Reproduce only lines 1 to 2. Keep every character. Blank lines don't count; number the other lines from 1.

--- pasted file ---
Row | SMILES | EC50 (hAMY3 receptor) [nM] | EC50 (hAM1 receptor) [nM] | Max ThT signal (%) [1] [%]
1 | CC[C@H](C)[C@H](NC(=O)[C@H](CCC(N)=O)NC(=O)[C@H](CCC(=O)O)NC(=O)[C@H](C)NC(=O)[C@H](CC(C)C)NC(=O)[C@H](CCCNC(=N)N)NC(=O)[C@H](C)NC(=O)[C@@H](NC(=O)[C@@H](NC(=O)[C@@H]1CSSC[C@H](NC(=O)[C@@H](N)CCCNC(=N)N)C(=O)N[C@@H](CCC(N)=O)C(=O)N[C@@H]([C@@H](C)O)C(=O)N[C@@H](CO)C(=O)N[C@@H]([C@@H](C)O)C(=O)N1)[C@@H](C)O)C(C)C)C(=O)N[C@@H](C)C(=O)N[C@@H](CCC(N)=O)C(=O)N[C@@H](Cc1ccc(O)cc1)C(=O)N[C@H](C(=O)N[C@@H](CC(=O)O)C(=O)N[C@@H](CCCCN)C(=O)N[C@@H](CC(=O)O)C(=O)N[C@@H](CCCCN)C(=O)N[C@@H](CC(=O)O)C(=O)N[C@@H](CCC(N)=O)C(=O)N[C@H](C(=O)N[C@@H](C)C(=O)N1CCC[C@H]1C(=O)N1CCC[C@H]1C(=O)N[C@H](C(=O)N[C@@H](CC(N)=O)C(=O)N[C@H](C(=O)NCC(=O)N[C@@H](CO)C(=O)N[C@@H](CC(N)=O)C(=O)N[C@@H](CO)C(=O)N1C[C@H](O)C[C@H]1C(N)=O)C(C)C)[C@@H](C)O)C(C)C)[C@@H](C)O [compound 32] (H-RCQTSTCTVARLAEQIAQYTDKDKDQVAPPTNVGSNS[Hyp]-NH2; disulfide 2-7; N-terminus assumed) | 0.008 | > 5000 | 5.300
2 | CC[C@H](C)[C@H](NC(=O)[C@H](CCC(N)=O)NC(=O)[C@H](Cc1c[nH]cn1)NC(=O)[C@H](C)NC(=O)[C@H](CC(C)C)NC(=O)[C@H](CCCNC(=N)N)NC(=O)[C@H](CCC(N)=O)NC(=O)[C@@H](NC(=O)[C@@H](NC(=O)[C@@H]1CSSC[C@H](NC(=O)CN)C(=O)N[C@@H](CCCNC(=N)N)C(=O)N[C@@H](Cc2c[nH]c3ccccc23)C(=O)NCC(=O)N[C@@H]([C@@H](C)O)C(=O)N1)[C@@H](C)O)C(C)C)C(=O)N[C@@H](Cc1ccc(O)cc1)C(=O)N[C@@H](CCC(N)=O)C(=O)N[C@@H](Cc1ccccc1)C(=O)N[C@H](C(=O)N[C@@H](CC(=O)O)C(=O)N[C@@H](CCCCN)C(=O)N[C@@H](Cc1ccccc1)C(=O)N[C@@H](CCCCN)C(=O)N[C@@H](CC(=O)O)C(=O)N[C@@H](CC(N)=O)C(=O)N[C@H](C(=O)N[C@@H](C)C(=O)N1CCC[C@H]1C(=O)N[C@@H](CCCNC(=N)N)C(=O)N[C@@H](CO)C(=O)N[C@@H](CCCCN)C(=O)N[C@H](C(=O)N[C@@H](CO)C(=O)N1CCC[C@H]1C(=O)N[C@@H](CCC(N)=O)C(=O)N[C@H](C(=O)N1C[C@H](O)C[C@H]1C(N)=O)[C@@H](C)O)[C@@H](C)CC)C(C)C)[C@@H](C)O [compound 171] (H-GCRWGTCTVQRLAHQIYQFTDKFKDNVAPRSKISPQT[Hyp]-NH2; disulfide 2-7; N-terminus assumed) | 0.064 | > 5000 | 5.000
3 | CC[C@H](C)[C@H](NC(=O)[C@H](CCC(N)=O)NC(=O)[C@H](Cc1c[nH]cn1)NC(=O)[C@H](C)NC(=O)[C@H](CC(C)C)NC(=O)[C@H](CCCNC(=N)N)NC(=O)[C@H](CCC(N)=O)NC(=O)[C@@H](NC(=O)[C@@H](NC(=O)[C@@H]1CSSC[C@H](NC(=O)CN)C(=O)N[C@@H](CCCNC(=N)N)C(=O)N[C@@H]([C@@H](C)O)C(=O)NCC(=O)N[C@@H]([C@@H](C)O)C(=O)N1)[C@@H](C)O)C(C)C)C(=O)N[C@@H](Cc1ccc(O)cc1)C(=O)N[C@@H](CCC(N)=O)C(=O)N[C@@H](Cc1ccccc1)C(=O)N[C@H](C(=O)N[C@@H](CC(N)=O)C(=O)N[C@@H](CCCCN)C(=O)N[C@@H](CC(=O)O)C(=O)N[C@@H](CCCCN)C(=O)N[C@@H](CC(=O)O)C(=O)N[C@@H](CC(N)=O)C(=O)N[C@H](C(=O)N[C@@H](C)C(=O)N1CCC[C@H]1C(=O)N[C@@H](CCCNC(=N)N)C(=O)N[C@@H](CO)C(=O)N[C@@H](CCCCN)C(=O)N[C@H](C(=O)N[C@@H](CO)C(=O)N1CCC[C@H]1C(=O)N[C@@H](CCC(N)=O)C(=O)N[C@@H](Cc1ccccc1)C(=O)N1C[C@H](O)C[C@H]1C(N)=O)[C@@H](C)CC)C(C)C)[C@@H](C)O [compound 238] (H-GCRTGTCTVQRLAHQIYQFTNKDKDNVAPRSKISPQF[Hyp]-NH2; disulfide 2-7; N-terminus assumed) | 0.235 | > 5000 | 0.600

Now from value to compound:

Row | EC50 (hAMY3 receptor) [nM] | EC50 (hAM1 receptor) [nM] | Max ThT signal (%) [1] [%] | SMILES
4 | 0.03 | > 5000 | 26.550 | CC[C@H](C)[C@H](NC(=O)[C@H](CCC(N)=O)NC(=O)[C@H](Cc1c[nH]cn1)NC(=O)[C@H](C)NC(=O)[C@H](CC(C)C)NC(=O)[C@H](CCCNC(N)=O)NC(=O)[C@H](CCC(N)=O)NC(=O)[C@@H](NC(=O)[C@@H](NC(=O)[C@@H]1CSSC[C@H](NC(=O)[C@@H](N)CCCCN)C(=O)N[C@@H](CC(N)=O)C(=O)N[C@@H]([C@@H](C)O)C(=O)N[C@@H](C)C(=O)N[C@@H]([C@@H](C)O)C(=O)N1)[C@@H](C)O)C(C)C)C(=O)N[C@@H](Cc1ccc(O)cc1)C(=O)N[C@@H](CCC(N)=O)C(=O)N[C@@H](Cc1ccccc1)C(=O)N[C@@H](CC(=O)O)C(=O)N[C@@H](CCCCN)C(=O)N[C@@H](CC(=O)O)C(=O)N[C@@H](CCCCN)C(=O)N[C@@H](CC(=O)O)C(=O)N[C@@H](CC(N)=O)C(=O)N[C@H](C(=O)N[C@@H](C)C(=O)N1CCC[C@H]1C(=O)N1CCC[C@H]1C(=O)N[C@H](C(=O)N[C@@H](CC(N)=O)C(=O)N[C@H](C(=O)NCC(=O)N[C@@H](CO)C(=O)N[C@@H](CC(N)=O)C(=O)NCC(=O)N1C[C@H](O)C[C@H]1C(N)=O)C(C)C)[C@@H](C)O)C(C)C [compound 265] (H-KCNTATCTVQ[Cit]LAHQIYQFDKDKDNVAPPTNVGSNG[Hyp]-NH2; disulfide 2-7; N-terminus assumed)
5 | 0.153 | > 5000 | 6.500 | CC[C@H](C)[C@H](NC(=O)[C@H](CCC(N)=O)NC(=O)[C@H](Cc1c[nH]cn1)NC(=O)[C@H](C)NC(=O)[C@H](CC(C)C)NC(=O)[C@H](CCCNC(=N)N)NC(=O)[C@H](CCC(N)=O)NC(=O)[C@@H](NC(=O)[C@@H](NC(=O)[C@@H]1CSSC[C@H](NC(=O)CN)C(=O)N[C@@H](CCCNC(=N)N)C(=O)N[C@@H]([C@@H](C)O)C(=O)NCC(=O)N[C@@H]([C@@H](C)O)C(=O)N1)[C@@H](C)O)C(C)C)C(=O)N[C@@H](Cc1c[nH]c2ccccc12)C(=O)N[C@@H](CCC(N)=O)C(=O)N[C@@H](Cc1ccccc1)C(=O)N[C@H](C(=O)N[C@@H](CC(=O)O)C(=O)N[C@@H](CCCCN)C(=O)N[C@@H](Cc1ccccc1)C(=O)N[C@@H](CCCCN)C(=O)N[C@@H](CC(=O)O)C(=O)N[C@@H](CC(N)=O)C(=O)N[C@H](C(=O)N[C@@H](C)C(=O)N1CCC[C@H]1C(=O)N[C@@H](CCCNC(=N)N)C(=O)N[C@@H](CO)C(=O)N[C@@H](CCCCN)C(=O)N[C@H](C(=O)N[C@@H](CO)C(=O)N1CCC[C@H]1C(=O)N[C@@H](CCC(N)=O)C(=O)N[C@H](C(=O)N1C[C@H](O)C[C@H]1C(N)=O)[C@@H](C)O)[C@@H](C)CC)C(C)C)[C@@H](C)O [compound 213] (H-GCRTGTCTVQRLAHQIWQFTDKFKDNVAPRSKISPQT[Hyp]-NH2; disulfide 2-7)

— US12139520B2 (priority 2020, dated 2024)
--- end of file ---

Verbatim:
Row | SMILES | EC50 (hAMY3 receptor) [nM] | EC50 (hAM1 receptor) [nM] | Max ThT signal (%) [1] [%]
1 | CC[C@H](C)[C@H](NC(=O)[C@H](CCC(N)=O)NC(=O)[C@H](CCC(=O)O)NC(=O)[C@H](C)NC(=O)[C@H](CC(C)C)NC(=O)[C@H](CCCNC(=N)N)NC(=O)[C@H](C)NC(=O)[C@@H](NC(=O)[C@@H](NC(=O)[C@@H]1CSSC[C@H](NC(=O)[C@@H](N)CCCNC(=N)N)C(=O)N[C@@H](CCC(N)=O)C(=O)N[C@@H]([C@@H](C)O)C(=O)N[C@@H](CO)C(=O)N[C@@H]([C@@H](C)O)C(=O)N1)[C@@H](C)O)C(C)C)C(=O)N[C@@H](C)C(=O)N[C@@H](CCC(N)=O)C(=O)N[C@@H](Cc1ccc(O)cc1)C(=O)N[C@H](C(=O)N[C@@H](CC(=O)O)C(=O)N[C@@H](CCCCN)C(=O)N[C@@H](CC(=O)O)C(=O)N[C@@H](CCCCN)C(=O)N[C@@H](CC(=O)O)C(=O)N[C@@H](CCC(N)=O)C(=O)N[C@H](C(=O)N[C@@H](C)C(=O)N1CCC[C@H]1C(=O)N1CCC[C@H]1C(=O)N[C@H](C(=O)N[C@@H](CC(N)=O)C(=O)N[C@H](C(=O)NCC(=O)N[C@@H](CO)C(=O)N[C@@H](CC(N)=O)C(=O)N[C@@H](CO)C(=O)N1C[C@H](O)C[C@H]1C(N)=O)C(C)C)[C@@H](C)O)C(C)C)[C@@H](C)O [compound 32] (H-RCQTSTCTVARLAEQIAQYTDKDKDQVAPPTNVGSNS[Hyp]-NH2; disulfide 2-7; N-terminus assumed) | 0.008 | > 5000 | 5.300